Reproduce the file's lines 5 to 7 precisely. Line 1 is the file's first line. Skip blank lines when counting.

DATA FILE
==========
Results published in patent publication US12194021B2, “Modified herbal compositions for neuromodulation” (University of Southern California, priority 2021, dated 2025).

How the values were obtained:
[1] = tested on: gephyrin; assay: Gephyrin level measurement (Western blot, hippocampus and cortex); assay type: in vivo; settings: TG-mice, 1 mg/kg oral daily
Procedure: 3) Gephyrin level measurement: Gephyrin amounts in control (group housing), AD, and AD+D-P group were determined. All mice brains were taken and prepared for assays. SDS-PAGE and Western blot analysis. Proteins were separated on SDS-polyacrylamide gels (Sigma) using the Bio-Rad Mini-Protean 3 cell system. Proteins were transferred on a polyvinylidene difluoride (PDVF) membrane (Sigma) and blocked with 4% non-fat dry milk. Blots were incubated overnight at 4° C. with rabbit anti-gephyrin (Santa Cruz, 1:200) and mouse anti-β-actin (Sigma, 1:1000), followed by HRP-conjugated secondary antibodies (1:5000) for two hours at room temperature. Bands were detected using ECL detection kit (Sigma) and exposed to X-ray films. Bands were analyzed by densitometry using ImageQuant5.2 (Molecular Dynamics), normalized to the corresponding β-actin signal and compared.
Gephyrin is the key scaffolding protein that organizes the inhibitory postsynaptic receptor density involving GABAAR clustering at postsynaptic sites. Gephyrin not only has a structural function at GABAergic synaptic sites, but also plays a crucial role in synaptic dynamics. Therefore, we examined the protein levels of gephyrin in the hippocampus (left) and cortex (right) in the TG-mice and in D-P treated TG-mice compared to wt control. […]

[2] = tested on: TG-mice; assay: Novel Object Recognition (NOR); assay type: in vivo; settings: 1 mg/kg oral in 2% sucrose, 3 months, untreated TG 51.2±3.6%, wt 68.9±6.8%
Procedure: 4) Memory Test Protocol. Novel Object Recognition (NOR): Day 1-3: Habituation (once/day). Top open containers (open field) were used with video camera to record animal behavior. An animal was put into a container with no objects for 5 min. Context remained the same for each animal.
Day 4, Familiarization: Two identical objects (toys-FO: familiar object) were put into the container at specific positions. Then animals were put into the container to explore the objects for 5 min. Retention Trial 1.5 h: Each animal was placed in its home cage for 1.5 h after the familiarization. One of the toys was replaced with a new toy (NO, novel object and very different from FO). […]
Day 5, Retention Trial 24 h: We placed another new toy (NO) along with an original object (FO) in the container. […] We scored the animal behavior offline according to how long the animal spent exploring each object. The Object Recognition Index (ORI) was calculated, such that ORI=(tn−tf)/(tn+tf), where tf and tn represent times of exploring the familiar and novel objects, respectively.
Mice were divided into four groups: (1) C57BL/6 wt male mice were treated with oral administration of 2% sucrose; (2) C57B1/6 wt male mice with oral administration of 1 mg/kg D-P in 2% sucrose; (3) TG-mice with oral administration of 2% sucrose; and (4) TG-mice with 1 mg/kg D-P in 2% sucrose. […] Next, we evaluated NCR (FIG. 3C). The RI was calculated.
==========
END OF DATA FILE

Gephyrin is the key scaffolding protein that organizes the inhibitory postsynaptic receptor density involving GABAAR clustering at postsynaptic sites. Gephyrin not only has a structural function at GABAergic synaptic sites, but also plays a crucial role in synaptic dynamics. Therefore, we examined the protein levels of gephyrin in the hippocampus (left) and cortex (right) in the TG-mice and in D-P treated TG-mice compared to wt control. […]

[2] = tested on: TG-mice; assay: Novel Object Recognition (NOR); assay type: in vivo; settings: 1 mg/kg oral in 2% sucrose, 3 months, untreated TG 51.2±3.6%, wt 68.9±6.8%
Procedure: 4) Memory Test Protocol. Novel Object Recognition (NOR): Day 1-3: Habituation (once/day). Top open containers (open field) were used with video camera to record animal behavior. An animal was put into a container with no objects for 5 min. Context remained the same for each animal.